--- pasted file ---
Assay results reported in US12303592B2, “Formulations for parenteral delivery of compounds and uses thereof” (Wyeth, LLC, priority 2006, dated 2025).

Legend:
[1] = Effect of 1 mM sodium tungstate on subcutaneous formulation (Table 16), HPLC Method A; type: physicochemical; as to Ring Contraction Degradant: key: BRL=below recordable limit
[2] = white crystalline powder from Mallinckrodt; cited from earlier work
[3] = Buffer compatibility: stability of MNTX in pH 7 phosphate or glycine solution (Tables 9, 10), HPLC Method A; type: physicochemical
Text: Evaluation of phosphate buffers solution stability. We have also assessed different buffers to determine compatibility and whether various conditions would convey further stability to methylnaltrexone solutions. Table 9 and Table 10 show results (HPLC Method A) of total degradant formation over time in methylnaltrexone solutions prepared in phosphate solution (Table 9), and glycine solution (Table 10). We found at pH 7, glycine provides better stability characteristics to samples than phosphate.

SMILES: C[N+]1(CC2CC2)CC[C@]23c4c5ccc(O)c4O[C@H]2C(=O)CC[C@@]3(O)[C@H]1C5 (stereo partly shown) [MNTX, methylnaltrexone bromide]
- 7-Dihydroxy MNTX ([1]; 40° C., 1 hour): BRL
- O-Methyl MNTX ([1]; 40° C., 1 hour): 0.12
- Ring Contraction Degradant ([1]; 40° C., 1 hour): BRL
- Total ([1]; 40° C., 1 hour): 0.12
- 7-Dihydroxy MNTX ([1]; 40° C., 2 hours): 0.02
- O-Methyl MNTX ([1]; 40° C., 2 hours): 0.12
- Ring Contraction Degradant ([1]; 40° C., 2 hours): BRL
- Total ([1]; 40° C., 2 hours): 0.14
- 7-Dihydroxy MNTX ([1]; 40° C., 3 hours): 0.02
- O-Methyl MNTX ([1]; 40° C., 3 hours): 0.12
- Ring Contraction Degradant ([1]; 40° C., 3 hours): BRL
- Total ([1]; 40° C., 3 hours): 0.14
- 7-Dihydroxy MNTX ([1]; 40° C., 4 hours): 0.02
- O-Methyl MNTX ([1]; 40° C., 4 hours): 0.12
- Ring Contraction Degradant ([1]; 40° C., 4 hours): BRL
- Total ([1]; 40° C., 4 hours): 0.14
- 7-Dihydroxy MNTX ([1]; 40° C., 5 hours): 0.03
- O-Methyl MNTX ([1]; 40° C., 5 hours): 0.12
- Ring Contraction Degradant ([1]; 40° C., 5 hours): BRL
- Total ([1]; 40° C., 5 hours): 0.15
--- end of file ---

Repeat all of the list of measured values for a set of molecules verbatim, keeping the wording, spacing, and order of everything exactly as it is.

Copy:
Assay results reported in US12303592B2, “Formulations for parenteral delivery of compounds and uses thereof” (Wyeth, LLC, priority 2006, dated 2025).

Legend:
[1] = Effect of 1 mM sodium tungstate on subcutaneous formulation (Table 16), HPLC Method A; type: physicochemical; as to Ring Contraction Degradant: key: BRL=below recordable limit
[2] = white crystalline powder from Mallinckrodt; cited from earlier work
[3] = Buffer compatibility: stability of MNTX in pH 7 phosphate or glycine solution (Tables 9, 10), HPLC Method A; type: physicochemical
Text: Evaluation of phosphate buffers solution stability. We have also assessed different buffers to determine compatibility and whether various conditions would convey further stability to methylnaltrexone solutions. Table 9 and Table 10 show results (HPLC Method A) of total degradant formation over time in methylnaltrexone solutions prepared in phosphate solution (Table 9), and glycine solution (Table 10). We found at pH 7, glycine provides better stability characteristics to samples than phosphate.

SMILES: C[N+]1(CC2CC2)CC[C@]23c4c5ccc(O)c4O[C@H]2C(=O)CC[C@@]3(O)[C@H]1C5 (stereo partly shown) [MNTX, methylnaltrexone bromide]
- 7-Dihydroxy MNTX ([1]; 40° C., 1 hour): BRL
- O-Methyl MNTX ([1]; 40° C., 1 hour): 0.12
- Ring Contraction Degradant ([1]; 40° C., 1 hour): BRL
- Total ([1]; 40° C., 1 hour): 0.12
- 7-Dihydroxy MNTX ([1]; 40° C., 2 hours): 0.02
- O-Methyl MNTX ([1]; 40° C., 2 hours): 0.12
- Ring Contraction Degradant ([1]; 40° C., 2 hours): BRL
- Total ([1]; 40° C., 2 hours): 0.14
- 7-Dihydroxy MNTX ([1]; 40° C., 3 hours): 0.02
- O-Methyl MNTX ([1]; 40° C., 3 hours): 0.12
- Ring Contraction Degradant ([1]; 40° C., 3 hours): BRL
- Total ([1]; 40° C., 3 hours): 0.14
- 7-Dihydroxy MNTX ([1]; 40° C., 4 hours): 0.02
- O-Methyl MNTX ([1]; 40° C., 4 hours): 0.12
- Ring Contraction Degradant ([1]; 40° C., 4 hours): BRL
- Total ([1]; 40° C., 4 hours): 0.14
- 7-Dihydroxy MNTX ([1]; 40° C., 5 hours): 0.03
- O-Methyl MNTX ([1]; 40° C., 5 hours): 0.12
- Ring Contraction Degradant ([1]; 40° C., 5 hours): BRL
- Total ([1]; 40° C., 5 hours): 0.15